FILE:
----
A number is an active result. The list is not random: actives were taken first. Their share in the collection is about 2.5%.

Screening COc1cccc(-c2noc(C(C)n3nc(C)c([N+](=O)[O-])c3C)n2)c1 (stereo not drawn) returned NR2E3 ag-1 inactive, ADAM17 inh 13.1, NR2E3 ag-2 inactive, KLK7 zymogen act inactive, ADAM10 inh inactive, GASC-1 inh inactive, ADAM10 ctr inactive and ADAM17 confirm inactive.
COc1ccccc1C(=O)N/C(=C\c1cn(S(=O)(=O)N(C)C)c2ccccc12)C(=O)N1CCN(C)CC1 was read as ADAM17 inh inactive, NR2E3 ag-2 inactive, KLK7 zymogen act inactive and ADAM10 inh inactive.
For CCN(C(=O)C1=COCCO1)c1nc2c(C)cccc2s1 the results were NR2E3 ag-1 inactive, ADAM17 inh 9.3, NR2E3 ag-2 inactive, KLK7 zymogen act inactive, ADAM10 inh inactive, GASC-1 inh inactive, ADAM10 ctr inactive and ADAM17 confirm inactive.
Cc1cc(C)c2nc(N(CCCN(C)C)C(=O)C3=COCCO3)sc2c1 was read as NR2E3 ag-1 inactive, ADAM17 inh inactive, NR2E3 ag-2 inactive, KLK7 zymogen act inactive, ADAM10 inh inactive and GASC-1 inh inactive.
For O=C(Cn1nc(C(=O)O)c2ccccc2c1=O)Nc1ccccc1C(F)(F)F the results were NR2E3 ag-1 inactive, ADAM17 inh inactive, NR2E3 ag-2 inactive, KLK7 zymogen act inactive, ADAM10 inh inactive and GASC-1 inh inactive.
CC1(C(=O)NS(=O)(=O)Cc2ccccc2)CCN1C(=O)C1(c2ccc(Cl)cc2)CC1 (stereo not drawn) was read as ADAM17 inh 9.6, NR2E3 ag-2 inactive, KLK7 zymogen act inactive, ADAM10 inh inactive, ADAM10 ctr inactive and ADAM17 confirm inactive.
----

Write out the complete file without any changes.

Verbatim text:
A number is an active result. The list is not random: actives were taken first. Their share in the collection is about 2.5%.

Screening COc1cccc(-c2noc(C(C)n3nc(C)c([N+](=O)[O-])c3C)n2)c1 (stereo not drawn) returned NR2E3 ag-1 inactive, ADAM17 inh 13.1, NR2E3 ag-2 inactive, KLK7 zymogen act inactive, ADAM10 inh inactive, GASC-1 inh inactive, ADAM10 ctr inactive and ADAM17 confirm inactive.
COc1ccccc1C(=O)N/C(=C\c1cn(S(=O)(=O)N(C)C)c2ccccc12)C(=O)N1CCN(C)CC1 was read as ADAM17 inh inactive, NR2E3 ag-2 inactive, KLK7 zymogen act inactive and ADAM10 inh inactive.
For CCN(C(=O)C1=COCCO1)c1nc2c(C)cccc2s1 the results were NR2E3 ag-1 inactive, ADAM17 inh 9.3, NR2E3 ag-2 inactive, KLK7 zymogen act inactive, ADAM10 inh inactive, GASC-1 inh inactive, ADAM10 ctr inactive and ADAM17 confirm inactive.
Cc1cc(C)c2nc(N(CCCN(C)C)C(=O)C3=COCCO3)sc2c1 was read as NR2E3 ag-1 inactive, ADAM17 inh inactive, NR2E3 ag-2 inactive, KLK7 zymogen act inactive, ADAM10 inh inactive and GASC-1 inh inactive.
For O=C(Cn1nc(C(=O)O)c2ccccc2c1=O)Nc1ccccc1C(F)(F)F the results were NR2E3 ag-1 inactive, ADAM17 inh inactive, NR2E3 ag-2 inactive, KLK7 zymogen act inactive, ADAM10 inh inactive and GASC-1 inh inactive.
CC1(C(=O)NS(=O)(=O)Cc2ccccc2)CCN1C(=O)C1(c2ccc(Cl)cc2)CC1 (stereo not drawn) was read as ADAM17 inh 9.6, NR2E3 ag-2 inactive, KLK7 zymogen act inactive, ADAM10 inh inactive, ADAM10 ctr inactive and ADAM17 confirm inactive.